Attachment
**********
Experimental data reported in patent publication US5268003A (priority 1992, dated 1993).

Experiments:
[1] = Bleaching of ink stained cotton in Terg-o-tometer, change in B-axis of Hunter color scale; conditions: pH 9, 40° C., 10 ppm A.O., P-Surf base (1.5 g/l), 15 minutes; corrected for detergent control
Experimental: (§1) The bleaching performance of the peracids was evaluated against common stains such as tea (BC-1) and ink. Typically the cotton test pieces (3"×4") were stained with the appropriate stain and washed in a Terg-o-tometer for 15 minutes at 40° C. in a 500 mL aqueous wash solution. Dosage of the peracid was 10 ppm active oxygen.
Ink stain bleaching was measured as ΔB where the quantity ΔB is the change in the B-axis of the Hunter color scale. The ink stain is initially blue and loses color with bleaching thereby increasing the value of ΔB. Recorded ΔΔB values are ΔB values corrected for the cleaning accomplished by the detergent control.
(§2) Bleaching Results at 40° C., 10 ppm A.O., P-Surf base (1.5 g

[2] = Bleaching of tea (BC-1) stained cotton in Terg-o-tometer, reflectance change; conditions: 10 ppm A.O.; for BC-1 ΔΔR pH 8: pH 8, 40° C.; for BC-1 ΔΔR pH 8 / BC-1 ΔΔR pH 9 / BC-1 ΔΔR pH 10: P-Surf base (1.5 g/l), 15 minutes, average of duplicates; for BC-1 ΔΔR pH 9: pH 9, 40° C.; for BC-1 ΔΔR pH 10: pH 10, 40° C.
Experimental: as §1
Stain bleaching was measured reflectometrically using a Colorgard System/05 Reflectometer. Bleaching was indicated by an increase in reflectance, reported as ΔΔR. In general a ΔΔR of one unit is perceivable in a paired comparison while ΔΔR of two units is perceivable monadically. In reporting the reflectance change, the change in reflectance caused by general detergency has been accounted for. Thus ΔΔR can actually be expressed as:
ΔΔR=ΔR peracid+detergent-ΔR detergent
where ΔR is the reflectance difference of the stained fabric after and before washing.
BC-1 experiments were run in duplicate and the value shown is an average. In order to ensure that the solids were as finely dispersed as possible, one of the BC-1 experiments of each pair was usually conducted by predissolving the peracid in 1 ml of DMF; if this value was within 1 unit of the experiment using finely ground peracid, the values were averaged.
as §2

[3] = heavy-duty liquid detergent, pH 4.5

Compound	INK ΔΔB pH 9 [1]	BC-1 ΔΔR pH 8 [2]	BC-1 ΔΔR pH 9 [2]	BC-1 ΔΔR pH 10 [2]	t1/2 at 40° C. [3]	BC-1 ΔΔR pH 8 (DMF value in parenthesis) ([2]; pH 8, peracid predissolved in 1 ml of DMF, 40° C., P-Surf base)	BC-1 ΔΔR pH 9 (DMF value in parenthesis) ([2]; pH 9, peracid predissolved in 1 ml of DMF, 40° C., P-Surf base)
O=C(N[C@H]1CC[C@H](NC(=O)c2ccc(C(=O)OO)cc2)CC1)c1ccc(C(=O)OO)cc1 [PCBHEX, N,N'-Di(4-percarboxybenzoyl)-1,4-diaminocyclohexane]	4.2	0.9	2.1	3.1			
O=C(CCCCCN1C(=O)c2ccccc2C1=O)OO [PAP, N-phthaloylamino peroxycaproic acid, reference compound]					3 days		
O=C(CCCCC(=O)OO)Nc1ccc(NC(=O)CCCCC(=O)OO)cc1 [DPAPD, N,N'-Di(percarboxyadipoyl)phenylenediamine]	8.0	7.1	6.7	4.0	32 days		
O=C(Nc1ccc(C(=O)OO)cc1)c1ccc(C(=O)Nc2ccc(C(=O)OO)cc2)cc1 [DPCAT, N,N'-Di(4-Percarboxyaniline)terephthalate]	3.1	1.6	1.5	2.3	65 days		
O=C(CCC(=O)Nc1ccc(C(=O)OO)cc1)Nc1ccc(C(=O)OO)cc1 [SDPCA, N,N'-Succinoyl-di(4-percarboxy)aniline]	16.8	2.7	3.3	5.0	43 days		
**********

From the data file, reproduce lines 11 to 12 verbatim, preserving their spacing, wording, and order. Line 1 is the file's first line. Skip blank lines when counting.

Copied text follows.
where ΔR is the reflectance difference of the stained fabric after and before washing.
BC-1 experiments were run in duplicate and the value shown is an average. In order to ensure that the solids were as finely dispersed as possible, one of the BC-1 experiments of each pair was usually conducted by predissolving the peracid in 1 ml of DMF; if this value was within 1 unit of the experiment using finely ground peracid, the values were averaged.